Bed-Stuy Slow Zone Advocates Launch Social Media Campaign

By Paul DeBenedetto on April 30, 2014 7:33am 

 The city approved a slow zone for the Bed-Stuy and Clinton Hill border.
The city approved a slow zone for the Bed-Stuy and Clinton Hill border.
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Department of Transportation

BEDFORD-STUYVESANT — Advocates for a slow zone in Bed-Stuy have launched a social media campaign pushing for the plan's approval at next week's Community Board 3 meeting.

The Neighbors for the Clinton Hill/Bed-Stuy Slow Zone are trying to rally support for a proposal they describe as "sensible planning" in the community.

"Our vibrant, friendly, diverse neighborhood represents the best of what Brooklyn is," read a post from the group's online petition.

"It deserves to be part of the future of sensible planning. It deserves a Slow Zone."

The petition was created by Elizabeth Giddens, a member of the Brooklyn Waldorf School's parent association — one of the groups who helped apply for the slow zone.

Supporters also launched a website, a Facebook page and a Twitter account.

The slow zone would lower speed limits from 30 mph to 20 mph and add traffic-calming measures like speed humps to streets within the slow zone.

Community Board 3 voted in March to reject the city's slow zone proposal after a 45-minute presentation board members said did not sufficiently answer their questions.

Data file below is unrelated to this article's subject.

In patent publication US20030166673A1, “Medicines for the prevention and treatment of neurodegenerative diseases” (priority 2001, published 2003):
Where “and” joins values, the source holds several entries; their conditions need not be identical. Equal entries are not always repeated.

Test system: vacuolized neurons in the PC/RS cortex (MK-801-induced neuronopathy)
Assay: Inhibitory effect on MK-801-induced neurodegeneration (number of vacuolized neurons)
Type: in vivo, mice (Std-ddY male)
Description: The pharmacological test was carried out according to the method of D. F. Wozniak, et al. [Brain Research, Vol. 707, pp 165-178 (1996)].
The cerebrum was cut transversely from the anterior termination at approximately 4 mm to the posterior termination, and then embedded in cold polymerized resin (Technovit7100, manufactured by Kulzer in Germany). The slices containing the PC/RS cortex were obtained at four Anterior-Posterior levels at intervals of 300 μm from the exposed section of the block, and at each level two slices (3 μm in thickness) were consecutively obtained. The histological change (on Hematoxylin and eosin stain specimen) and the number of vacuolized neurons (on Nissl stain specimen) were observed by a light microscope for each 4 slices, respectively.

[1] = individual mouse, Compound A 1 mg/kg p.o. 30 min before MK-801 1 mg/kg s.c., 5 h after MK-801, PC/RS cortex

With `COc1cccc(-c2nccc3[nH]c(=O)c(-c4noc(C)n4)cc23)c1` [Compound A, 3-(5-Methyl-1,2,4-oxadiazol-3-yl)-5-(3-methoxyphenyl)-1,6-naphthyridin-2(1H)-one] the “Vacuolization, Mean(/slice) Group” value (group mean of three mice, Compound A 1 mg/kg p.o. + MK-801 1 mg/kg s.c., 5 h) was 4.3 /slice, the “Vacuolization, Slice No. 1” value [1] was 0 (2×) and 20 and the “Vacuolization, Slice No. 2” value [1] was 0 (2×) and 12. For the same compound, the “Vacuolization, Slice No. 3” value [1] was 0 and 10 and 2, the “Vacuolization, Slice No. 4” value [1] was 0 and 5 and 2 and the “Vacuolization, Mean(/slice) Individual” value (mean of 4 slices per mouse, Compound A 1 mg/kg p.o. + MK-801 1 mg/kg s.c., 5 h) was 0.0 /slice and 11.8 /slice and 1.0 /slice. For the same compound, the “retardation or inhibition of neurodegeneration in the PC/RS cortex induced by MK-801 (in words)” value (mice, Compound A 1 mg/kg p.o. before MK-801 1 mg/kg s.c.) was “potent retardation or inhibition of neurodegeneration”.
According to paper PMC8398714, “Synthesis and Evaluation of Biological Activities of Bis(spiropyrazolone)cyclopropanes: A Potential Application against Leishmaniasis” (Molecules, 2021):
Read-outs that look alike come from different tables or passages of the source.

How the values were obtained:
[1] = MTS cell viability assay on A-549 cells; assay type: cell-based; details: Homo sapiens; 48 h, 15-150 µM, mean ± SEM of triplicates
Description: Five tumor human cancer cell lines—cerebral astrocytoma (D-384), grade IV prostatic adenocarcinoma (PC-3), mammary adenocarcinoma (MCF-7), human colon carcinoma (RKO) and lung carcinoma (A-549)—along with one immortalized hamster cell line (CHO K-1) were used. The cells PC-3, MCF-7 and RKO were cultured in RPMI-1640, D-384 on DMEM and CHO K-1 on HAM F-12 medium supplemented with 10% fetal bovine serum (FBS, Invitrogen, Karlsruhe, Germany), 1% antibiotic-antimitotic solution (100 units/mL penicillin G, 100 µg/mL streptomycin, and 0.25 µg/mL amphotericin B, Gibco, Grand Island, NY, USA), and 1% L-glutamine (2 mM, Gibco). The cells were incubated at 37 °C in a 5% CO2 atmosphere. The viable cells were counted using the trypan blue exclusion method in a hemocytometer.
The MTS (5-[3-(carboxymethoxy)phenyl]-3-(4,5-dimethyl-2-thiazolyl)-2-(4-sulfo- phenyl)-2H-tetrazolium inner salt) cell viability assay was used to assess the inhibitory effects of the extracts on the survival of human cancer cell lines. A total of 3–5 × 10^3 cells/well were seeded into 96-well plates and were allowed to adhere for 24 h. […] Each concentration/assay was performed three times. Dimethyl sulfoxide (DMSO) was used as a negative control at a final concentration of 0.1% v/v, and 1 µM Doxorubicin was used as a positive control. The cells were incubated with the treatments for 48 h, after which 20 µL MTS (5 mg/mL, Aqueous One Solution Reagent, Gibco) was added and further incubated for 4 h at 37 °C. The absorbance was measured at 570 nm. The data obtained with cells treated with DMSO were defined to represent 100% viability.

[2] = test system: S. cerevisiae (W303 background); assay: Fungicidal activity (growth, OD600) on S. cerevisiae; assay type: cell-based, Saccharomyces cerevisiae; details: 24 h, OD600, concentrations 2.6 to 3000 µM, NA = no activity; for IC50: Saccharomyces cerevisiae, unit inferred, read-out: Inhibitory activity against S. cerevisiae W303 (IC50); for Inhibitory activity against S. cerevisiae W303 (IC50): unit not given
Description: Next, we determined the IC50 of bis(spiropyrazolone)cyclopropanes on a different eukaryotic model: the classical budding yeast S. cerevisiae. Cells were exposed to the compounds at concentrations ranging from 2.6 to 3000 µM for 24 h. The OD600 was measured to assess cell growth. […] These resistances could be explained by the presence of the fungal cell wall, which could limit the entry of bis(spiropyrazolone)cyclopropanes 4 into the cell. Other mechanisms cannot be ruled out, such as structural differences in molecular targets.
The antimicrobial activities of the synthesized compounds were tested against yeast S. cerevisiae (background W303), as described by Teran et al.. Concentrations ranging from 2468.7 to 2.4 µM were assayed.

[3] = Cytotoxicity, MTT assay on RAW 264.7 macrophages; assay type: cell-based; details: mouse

Community Board 2, which represents the section of the slow zone in Clinton Hill, voted to approve the plan on Feb. 12.

It will be brought to CB3 again on Monday.

In addition to raising awareness about the slow zone — which is bordered by Washington Avenue, Lafayette Avenue, Bedford Avenue and Fulton Street — the group is asking for supporters to reach out to local elected officials.

They include central Brooklyn Councilman Robert Cornegy, who the group said is "inclined to support us, but because he doesn't want to go against CB3, he won't do so officially unless he gets a fair amount of community input."

Cornegy, a former member of CB3, said the board was taking everyone's well-being into account and was sure an agreement could be reached if all sides worked together.

"As a parent who walks his children to school each morning, I support the goals of the slow zone and Vision Zero," Cornegy said. "And I look forward to hearing the full range of opinions at the upcoming CB3 meeting.”

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